When an act comes as being recommended for fans of STABBING WESTWARD, Nitzer Ebb and <PIG>, we’re all ears here at Aural Aggro. and ‘Lockdown’ by Thrillsville doesn’t disappoint, mixing a dark bubbling synth bass groove and tense vocals with a bold, bombastic chorus, it’s a strong effort.

Lyrics like “Can’t stop touching my face,” “Don’t even know what day it is anymore,” and “Losing my f*cking mind” convey the mental and emotional strain the crisis has had on all of us.
"This song was directly inspired by the unrelenting restlessness of being “stuck on lock-down.”  In essence it’s a romantic song about longing for a normal night on the town.” – Rani Sharone (THRILLSVILLE)

Check the video here: you won’t regret it 9and besides, you’ve probably not got anything else to do):

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19th June 2020

Christopher Nosnibor

I’m always pleased to hear from Nathan Argonaut, because it invariably means he’s made some new music. He and Lorna have certainly been keeping busy writing and recording under their Videostore moniker while under lockdown, and sire enough, his most recent missive came with a link to the ‘brand spanking new single from the Videostore, written and recorded in the doldrums this week!’

It does very much seem to have been one of those low weeks for many, myself included, so a new sliver of their choppy lo-fi indie makes for a welcome arrival. Better still, it’s a corker: the drum machine is half-buried in the verses beneath a thumping fat bass and sustained synth note. ‘Over thinking, over drinking solution friendly messy ending’ the intonate in monotone, encapsulating the ennui with wonderful simplicity and precision.

Prefacing the lyrics, the BandCamp release, features the line ‘We must be out of our brilliant minds…’ On noticing, I then spent the next half hour – and more – watching first the video for Furniture’s 1986 single ‘Brilliant Mind’ followed by a slew of contemporaneous content. Such is my mind-blank distractibility. I forgot to finish the review and instead went on an epic mental diversion.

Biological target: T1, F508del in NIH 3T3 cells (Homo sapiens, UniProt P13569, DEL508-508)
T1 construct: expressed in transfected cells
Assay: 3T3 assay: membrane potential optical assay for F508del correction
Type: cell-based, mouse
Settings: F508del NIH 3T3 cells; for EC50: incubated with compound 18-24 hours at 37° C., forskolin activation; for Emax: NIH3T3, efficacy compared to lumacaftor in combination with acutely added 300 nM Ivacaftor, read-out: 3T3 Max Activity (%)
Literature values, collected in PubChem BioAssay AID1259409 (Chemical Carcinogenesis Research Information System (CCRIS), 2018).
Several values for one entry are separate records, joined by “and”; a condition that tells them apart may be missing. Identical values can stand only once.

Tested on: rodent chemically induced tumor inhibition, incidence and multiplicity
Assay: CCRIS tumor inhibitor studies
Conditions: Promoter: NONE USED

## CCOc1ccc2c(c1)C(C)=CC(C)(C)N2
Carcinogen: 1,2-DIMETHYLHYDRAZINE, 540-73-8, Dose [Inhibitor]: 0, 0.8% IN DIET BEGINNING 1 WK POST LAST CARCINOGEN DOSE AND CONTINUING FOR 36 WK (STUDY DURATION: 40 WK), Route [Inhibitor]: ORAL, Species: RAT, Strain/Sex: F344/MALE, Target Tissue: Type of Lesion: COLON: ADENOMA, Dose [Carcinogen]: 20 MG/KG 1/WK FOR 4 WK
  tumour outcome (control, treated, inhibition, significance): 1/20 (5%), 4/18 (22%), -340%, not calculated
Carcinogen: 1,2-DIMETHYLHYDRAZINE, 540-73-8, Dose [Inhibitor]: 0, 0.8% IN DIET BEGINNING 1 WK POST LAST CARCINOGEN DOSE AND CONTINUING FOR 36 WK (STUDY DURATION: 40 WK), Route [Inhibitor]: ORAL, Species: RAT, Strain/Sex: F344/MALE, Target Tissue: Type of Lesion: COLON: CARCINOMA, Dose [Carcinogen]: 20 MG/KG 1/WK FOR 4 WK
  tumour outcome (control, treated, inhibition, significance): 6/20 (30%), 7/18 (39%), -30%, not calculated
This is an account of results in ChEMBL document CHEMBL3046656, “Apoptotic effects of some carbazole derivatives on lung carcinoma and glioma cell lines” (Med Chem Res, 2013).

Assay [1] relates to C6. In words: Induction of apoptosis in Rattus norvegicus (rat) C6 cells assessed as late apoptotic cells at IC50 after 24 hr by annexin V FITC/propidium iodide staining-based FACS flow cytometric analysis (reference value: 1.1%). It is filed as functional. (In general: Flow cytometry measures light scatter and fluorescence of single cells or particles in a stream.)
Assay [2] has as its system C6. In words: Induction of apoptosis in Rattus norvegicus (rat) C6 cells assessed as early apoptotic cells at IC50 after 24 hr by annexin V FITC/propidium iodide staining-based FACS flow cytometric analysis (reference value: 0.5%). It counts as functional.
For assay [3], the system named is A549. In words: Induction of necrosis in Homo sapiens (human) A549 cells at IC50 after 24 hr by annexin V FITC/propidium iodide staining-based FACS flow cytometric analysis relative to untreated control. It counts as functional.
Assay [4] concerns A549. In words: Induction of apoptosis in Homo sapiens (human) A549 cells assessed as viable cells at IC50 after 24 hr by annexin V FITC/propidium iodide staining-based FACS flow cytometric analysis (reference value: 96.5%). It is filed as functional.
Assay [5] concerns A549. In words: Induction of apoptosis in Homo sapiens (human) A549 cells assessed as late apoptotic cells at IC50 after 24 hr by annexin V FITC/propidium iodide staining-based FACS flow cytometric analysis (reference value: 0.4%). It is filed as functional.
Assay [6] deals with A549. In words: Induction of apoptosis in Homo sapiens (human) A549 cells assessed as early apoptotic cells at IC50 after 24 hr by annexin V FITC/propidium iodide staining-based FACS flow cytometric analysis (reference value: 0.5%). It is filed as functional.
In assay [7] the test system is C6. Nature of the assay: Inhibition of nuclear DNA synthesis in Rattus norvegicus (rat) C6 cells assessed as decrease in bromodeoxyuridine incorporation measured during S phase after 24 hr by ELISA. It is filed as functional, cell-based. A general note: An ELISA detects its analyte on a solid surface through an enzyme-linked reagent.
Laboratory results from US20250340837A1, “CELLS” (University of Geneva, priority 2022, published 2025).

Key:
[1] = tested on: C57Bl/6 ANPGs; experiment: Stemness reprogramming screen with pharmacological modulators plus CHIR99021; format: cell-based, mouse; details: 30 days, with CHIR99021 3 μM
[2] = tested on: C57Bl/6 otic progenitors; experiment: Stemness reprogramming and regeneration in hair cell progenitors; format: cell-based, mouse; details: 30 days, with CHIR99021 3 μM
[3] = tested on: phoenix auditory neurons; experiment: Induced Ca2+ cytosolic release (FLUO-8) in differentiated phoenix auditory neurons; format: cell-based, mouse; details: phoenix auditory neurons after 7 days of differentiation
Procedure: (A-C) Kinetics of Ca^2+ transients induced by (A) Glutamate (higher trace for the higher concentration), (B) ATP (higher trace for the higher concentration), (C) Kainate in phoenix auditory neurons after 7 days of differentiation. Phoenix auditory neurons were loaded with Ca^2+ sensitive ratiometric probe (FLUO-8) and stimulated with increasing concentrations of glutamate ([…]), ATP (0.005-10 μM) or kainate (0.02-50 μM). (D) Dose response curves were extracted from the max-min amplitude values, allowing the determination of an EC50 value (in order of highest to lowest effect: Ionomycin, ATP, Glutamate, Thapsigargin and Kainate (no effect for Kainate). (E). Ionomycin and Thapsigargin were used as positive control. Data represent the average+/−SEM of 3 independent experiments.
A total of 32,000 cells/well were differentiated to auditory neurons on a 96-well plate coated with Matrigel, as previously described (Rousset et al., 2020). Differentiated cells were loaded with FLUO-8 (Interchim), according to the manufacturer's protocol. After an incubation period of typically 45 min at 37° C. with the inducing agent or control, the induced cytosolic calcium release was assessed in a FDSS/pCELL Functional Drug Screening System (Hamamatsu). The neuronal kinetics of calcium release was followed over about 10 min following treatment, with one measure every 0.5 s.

And then the guitar detonates all over everything, an overloading blast of distortion, and I’m reminded of the obliterative wall-of-noise bursts on The Jesus and Mary Chain song ‘Taste The Floor’.

‘Your Mind’ is an explosive release of tension that fizzes and flames all over, landing somewhere between The JAMC and more recent peers Scumbag Philosopher. It’s also quite possibly their best work to date.

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“It seemed to make a lot of sense to strip it back of all the industrial electronic sounds and leave it with just a guitar that sounds like it’s lost in an empty void, because that’s pretty much what’s happening to every town and city around the world right now”

For Sky Valley Mistress the lockdown couldn’t have come at a more challenging time, you see March 20th was the release date of their debut album Faithless Rituals an album that had already had a rocky road to get to the finish line and as momentum grew and everything started to fall into place the reality that the world would soon be standing still and for a period of time the band would have to sit back and not be the centre of the universe albeit for a short time has been testing. With all promotional duties and tour commitments shelved and working out the challenges of lockdown Sky Valley Mistress have simply just got on with it.

Seeing the band live is a sight to behold and the real frustration is that the “Faithless Rituals Tour” and the preparation that went into it hasn’t happened and when it does it can’t help but be different from the Pre-Covid version, we know venues and live music arenas won’t be the same, but we also know as a band Sky Valley Mistress won’t be the same, they haven’t really took to or got the luxury of performing streamed shows but instead have been putting together enough material for a second album and even though its all been done from a distance the band have never been closer and when the time is right they’ll be working in the studio.

To begin their lockdown endeavours and armed with Trent Reznor’s Tambourine which Max & Kayley required live from a Nine Inch Nails Scala show in 2013 they have recorded a version of ‘Everyday Is Exactly The Same’, each part has been performed, recorded and mixed remotely and strips back their usual sound to create a sombre version of this 2005 NIN classic, accompanied by a video created, directed, edited and featuring Kayley filmed in Isolation.  

Watch the video here:

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Long Distance Calling have launched the new video for latest single ‘Immunity’.

Germany’s most internationally successful instrumental rock act, recently are set to release their seventh studio album ‘How Do We Want To Live?’ on 26th June 2020.

They’ve just launched the third and final track to be released prior to the album’s release, and you can watch the video for ‘Immunity’ here:

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The band comments: ‘Please check out the 3rd single of our upcoming new record "How Do We Want To Live?".

The song is called "Immunity" and we hope you’ll enjoy this tune as much as we do!

The video is very special for us. Some of the footage was shot by our community during the Covid19 pandemic.